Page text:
[Source SA MAC: IntelCor_88:fc:d4 (00:1b:21:88:fc:d4)]
    Destination: fe80::21b:21ff:fe87:8d78 (fe80::21b:21ff:fe87:8d78)
    [Destination SA MAC: IntelCor_87:8d:78 (00:1b:21:87:8d:78)]

For more information, please consult the System Administration Guide for IP Services - for Solaris 10 that book is located here:

For more general Oracle Solaris 11 How-To examples and content, please check this site out:

Monday Dec 02, 2013

NYC Tech Party 2013

Hey all, 

We are happy to help sponsor this year's NYC Tech holiday party, in co-operation with some of New York's technical users communities.

- The Annual NYC Tech Meta-Party - 

When: 7:00 PM until exit(-1), Monday, December 9, 2013

Where: the entire Suspenders Bar and Restaurant

111 Broadway, in downtown Manhattan

Various NYC technical user groups are joining forces to hold another holiday party to remember!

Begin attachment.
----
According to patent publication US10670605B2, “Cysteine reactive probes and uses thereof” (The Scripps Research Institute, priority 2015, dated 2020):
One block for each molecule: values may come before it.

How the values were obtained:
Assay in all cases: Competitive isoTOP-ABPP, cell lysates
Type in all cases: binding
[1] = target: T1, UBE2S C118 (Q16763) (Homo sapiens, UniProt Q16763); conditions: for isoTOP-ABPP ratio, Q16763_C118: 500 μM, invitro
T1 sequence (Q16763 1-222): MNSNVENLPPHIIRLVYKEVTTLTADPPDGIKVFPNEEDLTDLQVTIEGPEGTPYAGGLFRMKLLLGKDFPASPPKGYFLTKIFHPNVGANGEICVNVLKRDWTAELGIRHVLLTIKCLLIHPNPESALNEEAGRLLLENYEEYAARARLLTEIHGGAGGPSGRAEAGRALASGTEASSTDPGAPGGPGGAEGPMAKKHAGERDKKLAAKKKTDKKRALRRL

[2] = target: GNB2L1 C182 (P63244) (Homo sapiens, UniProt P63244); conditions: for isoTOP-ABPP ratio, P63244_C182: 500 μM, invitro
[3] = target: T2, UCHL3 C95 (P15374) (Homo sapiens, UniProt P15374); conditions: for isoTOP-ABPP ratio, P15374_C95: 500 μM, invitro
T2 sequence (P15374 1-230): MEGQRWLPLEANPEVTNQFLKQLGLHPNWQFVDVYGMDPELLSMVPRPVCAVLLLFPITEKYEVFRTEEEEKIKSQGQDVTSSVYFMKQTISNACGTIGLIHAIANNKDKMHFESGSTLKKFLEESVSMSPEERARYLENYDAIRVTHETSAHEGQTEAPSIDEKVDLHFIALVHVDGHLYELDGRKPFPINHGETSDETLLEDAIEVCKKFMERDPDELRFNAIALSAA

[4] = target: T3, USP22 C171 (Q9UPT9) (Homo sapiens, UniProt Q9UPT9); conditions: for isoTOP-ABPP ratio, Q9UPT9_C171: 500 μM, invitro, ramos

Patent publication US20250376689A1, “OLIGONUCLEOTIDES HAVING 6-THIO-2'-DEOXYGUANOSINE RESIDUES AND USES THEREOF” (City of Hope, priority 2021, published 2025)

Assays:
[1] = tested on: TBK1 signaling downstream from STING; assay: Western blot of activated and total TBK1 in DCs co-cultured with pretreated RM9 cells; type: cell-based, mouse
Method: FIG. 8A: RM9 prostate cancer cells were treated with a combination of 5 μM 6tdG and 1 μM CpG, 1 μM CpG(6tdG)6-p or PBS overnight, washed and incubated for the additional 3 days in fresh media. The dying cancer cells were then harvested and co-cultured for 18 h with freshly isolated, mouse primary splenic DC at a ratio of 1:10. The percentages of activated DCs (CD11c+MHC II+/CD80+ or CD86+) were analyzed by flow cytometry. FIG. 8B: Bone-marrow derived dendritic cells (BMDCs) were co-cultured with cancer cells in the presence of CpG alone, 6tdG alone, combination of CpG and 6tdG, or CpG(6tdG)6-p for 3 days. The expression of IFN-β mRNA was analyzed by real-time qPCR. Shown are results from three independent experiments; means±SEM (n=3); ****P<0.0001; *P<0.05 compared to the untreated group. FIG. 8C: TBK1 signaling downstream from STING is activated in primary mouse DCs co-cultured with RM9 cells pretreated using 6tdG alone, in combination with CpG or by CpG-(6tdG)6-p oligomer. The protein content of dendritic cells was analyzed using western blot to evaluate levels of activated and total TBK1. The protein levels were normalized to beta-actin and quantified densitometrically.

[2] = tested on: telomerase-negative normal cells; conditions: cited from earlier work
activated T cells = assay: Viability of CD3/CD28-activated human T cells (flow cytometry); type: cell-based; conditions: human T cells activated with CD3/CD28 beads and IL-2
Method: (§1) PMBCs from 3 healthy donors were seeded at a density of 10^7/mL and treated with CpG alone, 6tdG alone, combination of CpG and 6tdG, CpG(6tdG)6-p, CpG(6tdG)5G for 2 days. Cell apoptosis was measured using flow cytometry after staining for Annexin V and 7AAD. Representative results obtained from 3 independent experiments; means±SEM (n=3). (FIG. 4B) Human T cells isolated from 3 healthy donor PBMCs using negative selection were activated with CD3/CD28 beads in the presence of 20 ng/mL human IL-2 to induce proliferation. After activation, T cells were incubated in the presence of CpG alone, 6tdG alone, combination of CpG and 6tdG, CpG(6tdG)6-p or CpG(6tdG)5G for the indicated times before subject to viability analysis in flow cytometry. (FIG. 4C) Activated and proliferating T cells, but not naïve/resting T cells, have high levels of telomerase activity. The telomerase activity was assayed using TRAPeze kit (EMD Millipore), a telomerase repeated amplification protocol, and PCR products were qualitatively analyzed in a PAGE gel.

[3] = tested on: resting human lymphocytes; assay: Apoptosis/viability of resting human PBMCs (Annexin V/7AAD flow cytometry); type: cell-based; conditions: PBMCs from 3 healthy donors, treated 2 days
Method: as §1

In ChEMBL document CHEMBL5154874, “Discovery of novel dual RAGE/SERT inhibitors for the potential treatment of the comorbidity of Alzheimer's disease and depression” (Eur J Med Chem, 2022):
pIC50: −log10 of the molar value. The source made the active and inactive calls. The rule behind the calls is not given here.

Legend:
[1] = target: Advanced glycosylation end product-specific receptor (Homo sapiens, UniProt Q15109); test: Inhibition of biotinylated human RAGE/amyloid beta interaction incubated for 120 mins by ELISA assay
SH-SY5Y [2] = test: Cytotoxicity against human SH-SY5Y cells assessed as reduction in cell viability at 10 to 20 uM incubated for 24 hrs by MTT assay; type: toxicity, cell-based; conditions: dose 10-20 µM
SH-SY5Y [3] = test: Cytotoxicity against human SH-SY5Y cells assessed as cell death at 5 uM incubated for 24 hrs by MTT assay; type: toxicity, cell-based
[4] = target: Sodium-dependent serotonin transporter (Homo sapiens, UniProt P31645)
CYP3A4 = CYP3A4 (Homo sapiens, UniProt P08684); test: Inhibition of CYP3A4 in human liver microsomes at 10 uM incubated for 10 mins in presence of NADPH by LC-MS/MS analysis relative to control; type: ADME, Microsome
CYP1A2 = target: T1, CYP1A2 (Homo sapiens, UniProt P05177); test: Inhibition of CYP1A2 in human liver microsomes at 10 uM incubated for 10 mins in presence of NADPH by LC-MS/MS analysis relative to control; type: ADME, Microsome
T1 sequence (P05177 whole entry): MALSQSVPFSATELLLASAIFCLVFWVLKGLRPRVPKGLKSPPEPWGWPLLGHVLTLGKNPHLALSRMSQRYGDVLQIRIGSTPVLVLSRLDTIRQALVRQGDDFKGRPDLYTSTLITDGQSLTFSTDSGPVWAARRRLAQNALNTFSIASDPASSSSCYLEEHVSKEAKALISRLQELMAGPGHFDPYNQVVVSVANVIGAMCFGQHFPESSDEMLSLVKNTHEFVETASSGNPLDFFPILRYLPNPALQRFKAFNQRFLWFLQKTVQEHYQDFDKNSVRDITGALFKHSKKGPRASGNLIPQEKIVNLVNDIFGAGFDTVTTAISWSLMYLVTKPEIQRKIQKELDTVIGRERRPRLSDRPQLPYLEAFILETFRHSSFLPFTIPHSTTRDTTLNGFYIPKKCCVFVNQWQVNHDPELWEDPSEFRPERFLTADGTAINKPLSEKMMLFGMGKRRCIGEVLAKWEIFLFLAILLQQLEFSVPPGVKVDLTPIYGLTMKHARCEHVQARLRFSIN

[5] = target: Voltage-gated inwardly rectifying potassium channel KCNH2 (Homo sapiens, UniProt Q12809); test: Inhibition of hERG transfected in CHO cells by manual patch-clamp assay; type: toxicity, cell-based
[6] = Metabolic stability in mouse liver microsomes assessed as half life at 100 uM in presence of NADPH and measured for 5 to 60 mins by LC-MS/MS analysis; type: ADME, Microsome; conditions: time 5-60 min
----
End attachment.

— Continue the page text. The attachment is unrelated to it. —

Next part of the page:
Check out the RSVP info at the tech event meetup page 

Various groups include:

- DebianNYC (New York Debian Local Group)
- DrupalNYC (Drupal New York City)
- Erlang NYC (Erlang New York City)
- Lopsa-NYC (League of Professional System Administrators New York City Chapter)
- LispNYC (New York City Lisp User Group)
- NYC*BUG (New York City *BSD User Group)
- NYC-Clojure (NYC Clojure Users Group)
- nycdevops (New York City Devops Meetup Group)
- NYC-OCaml (The NYC OCaml Meetup)
- NY-Haskell (New York Haskell Users Group)
- NY-Scala (New York Scala)
- PuppetNYC (New York Puppet User Group)
- SFLC (Software Freedom Law Center)
- TA3M (Techo Activist Third Mondays)
- UNIGROUP (New York City's Unix User's Group)

Everyone of all types of expertise and interests are welcome.  The party starts at 7 PM and will continue until at least 10 PM.  It is the ideal networking opportunity of the season, and a chance to connect with old friends and make new ones.

Here's to celebrating accomplishments of 2013 and welcoming new successes in 2014!

See you there!


Isaac Rozenfeld is a Product Manager for Oracle Solaris; current responsibilities include the portfolio of networking and installation technologies in Solaris, with a focus on easing the overall application deployment experience

You can follow Isaac on Twitter @izfromsun